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Don’t let divorce ruin your credit rating

When a divorcing couple agrees on a settlement, or when a judge makes a divorce ruling, the joint debts of the party are often split as fairly and evenly as possible, depending on the other elements of the dissolution and each party’s individual and joint financial situation. Therefore, one spouse may be required to pay the Visa bill, while the other spouse pays the MasterCard. One spouse makes the car payment, while the other pays the cable bill.

Unfortunately, although the court requires the spouses to comply with the family court order, credit card companies and other creditors don’t really care who has been assigned to pay the bill. They just want to be paid. So if one spouse doesn’t pay the bills on time per the divorce order, creditors often go after the other spouse, even if it isn’t their duty to make the payment. This can result in a serious downgrade of the spouse’s credit rating, as well as severe financial harm.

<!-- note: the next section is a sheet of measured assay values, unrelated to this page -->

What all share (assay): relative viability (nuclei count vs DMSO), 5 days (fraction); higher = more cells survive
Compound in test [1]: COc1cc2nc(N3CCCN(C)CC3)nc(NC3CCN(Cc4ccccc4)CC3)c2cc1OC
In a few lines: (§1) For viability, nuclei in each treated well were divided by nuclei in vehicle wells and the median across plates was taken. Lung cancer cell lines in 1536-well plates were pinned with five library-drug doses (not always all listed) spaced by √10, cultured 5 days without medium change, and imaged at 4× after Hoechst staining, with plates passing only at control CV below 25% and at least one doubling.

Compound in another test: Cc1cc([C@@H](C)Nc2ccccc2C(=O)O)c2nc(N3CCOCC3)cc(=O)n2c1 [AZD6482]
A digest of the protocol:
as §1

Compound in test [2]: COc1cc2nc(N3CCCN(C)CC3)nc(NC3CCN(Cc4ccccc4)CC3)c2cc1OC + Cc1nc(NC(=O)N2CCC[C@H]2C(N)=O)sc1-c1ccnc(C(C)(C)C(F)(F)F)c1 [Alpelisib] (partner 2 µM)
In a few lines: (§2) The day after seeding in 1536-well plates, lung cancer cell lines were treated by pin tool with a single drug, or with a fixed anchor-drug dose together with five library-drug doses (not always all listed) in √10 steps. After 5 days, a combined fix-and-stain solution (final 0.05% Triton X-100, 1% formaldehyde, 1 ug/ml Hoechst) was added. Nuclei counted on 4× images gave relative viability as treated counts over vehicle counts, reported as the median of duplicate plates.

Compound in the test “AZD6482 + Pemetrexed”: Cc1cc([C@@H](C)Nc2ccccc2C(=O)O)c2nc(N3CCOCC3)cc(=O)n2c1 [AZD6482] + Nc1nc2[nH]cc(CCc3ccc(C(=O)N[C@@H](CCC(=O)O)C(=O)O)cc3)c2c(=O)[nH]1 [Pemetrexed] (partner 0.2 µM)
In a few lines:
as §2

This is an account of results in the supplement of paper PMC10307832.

So what can you do to protect your credit rating following a divorce? Experts say that knowledge and planning are very important. Create a budget with your spouse, adding all bills and payments, and come up with a plan that is realistic and achievable for both of you. Dig back into your financial history to ensure that you haven’t forgotten about any old accounts that you no longer use, but that may still be open.

If possible, untangle your joint checking and credit card accounts, which will remove one spouse from having any liability on the account. In addition, remove your spouse as an authorized user on your accounts, to protect yourself from an unplanned spending spree.

If you are unable to split the joint accounts, make sure that you keep a close eye on them so you can detect any strange or improper activity. If you do, confront your spouse immediately. If he or she is not paying the bills, the only way you may be able to compel payment is to return to family court and file an order for contempt.

Source: Fox Business, “How to Protect Your Credit During Divorce,” August 10, 2011

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